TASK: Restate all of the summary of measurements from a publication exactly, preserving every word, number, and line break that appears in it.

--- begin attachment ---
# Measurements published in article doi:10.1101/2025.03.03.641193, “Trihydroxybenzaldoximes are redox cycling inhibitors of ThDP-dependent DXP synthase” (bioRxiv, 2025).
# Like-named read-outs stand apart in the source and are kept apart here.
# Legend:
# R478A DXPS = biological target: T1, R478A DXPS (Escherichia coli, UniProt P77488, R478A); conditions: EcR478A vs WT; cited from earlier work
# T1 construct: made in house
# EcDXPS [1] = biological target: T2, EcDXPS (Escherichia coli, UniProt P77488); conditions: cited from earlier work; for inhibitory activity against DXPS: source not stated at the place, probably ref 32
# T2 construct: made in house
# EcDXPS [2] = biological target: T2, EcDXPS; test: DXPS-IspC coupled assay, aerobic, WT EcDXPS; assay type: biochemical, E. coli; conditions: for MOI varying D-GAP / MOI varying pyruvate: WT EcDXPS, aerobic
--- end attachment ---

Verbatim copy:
# Measurements published in article doi:10.1101/2025.03.03.641193, “Trihydroxybenzaldoximes are redox cycling inhibitors of ThDP-dependent DXP synthase” (bioRxiv, 2025).
# Like-named read-outs stand apart in the source and are kept apart here.
# Legend:
# R478A DXPS = biological target: T1, R478A DXPS (Escherichia coli, UniProt P77488, R478A); conditions: EcR478A vs WT; cited from earlier work
# T1 construct: made in house
# EcDXPS [1] = biological target: T2, EcDXPS (Escherichia coli, UniProt P77488); conditions: cited from earlier work; for inhibitory activity against DXPS: source not stated at the place, probably ref 32
# T2 construct: made in house
# EcDXPS [2] = biological target: T2, EcDXPS; test: DXPS-IspC coupled assay, aerobic, WT EcDXPS; assay type: biochemical, E. coli; conditions: for MOI varying D-GAP / MOI varying pyruvate: WT EcDXPS, aerobic